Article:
• Youth under age 18
  • Hunters who have a permit to shoot deer from a stationary vehicle.

Only hunters authorized above may shoot and tag the antlerless deer in an antlerless permit lottery area (no party hunting).

A hunter can apply using both a firearm and muzzleloader license; but may only enter one lottery per license. The application deadline is Thursday, September 9.
All hunters who purchase a firearms or muzzleloader license, and declare an antlerless permit lottery area by September 9 will be automatically entered into the lottery for an antlerless permit.

  • Successful applicants will receive a postcard in the mail authorizing them to take an antlerless deer using their regular license in that antlerless permit lottery area. The authorization will be valid for both the firearm or muzzleloader season; however, you must still have a valid license for that season.
  • Antlerless permit holders may take antlerless deer only in the area specified on the permit, but they may hunt deer anywhere during the season indicated on the license.
  • Information regarding permit allocations is on the 2021 Deer Season Area Map.
  • Leftover antlerless deer permits will be available first come, first served beginning at 5 p.m. on October 4. Leftover permits are available to any hunter who has a valid license but has not been selected.
  • Permits are allocated in proportion to the license types in the lottery. For example, if 100 antlerless deer permits are allocated and 25% of the applicants are muzzleloader hunters then 25% of the permits will go towards the muzzleloader season. This has the benefit of having muzzleloader-only hunters compete with other muzzleloader-only hunters. They will not compete with firearm hunters who likely have more preference points.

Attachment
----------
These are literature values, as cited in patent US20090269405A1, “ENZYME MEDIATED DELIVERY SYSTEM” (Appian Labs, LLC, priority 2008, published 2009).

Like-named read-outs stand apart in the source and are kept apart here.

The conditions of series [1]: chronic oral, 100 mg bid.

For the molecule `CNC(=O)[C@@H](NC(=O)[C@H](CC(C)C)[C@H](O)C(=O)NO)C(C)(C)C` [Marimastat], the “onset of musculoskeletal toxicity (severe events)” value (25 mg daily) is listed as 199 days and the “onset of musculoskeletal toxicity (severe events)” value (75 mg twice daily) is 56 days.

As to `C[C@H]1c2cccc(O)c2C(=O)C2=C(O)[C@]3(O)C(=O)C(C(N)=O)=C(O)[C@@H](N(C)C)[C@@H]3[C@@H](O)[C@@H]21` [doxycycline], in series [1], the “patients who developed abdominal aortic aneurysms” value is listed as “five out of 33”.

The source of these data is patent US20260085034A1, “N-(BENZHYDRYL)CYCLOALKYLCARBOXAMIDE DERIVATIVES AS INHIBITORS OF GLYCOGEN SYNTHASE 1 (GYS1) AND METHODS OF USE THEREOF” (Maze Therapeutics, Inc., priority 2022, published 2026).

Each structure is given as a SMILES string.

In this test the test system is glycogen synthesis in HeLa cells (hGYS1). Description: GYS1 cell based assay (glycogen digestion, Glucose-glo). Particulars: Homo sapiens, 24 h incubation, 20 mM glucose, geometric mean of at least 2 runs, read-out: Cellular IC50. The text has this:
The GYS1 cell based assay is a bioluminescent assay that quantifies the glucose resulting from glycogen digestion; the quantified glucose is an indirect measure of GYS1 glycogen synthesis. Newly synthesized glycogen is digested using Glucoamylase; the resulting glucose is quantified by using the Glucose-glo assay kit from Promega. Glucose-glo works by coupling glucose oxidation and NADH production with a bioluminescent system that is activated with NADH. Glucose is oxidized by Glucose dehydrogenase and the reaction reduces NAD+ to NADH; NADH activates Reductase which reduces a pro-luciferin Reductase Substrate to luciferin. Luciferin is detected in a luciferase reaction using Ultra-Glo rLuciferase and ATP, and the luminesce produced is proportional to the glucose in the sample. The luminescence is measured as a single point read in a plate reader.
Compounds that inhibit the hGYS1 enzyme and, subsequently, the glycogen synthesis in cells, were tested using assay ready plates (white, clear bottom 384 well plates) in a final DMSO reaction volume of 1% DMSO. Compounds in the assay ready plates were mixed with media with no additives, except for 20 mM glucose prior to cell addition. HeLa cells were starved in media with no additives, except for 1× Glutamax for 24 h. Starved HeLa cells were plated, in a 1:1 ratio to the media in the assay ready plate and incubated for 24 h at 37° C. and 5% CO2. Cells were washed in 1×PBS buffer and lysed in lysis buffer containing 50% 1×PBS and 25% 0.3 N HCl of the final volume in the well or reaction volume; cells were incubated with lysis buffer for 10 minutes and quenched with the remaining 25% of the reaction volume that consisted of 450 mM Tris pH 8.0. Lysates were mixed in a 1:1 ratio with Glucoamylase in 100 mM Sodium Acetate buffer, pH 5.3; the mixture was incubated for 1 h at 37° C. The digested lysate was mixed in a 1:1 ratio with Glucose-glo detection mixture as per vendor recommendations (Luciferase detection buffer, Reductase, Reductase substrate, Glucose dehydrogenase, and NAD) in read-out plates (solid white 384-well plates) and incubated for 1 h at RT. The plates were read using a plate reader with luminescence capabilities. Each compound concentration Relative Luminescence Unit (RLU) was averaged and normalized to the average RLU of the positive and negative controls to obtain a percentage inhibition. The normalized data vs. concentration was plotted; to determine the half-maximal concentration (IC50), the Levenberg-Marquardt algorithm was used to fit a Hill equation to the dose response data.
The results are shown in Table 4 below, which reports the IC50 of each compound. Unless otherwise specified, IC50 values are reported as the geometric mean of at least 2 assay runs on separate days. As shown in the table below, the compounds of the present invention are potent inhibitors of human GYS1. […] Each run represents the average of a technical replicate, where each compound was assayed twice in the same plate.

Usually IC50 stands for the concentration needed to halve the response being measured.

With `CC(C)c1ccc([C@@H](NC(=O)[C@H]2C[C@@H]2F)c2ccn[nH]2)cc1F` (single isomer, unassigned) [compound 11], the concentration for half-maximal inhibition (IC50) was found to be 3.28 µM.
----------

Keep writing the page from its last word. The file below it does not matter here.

Deer Permit Area Management Designations

DesignationBag limitCan I take an antlerless deer?Can I use a bonus permit to take an antlerless deer?If I am successful, can I take another deer in a different permit area?
Bucks-onlyOne deer, regardless of license type. Only one antlered buck may be taken.No, unless you are a resident of a Minnesota State Veterans’ Home or age 84 or older.NoIn any of the deer permit areas, if the hunter successfully takes a legal deer, they may take an antlerless deer in two-deer, three-deer, or
Antlerless permit lotteryOne deer, regardless of license type. Only one antlered buck may be taken.No, unless you are selected in the lottery for an antlerless permit,
or you are a resident of a Minnesota State Veterans’ Home, or age 84 or older, or under age 18, or a person with a disability with a permit to shoot from a stationary vehicle. Youth and hunters with disabilities must personally take antlerless deer they tag.
NoIn any of the deer permit areas, if the hunter successfully takes a legal deer, they may take an antlerless deer in two-deer, three-deer, or
Either-sexOne deer, regardless of license type. Only one antlered buck may be taken.YesNoIn any of the deer permit areas, if the hunter successfully takes a legal deer, they may take an antlerless deer in two-deer, three-deer, or
Two-deer limitTwo deer, only one antlered buck may be taken.YesYesIn any of the deer permit areas, if the hunter successfully takes a legal deer, they may take an antlerless deer in two-deer, three-deer, or
Three-deer limitThree deer, only one antlered buck may be taken.YesYesIn any of the deer permit areas, if the hunter successfully takes a legal deer, they may take an antlerless deer in two-deer, three-deer, or
Five-deer limitFive deer, only one antlered buck may be taken, except in selected areas.YesYes. In some areas disease management permits may be used.In any of the deer permit areas, if the hunter successfully takes a legal deer, they may take an antlerless deer in two-deer, three-deer, or

    How hunters are selected for antlerless permits and special hunts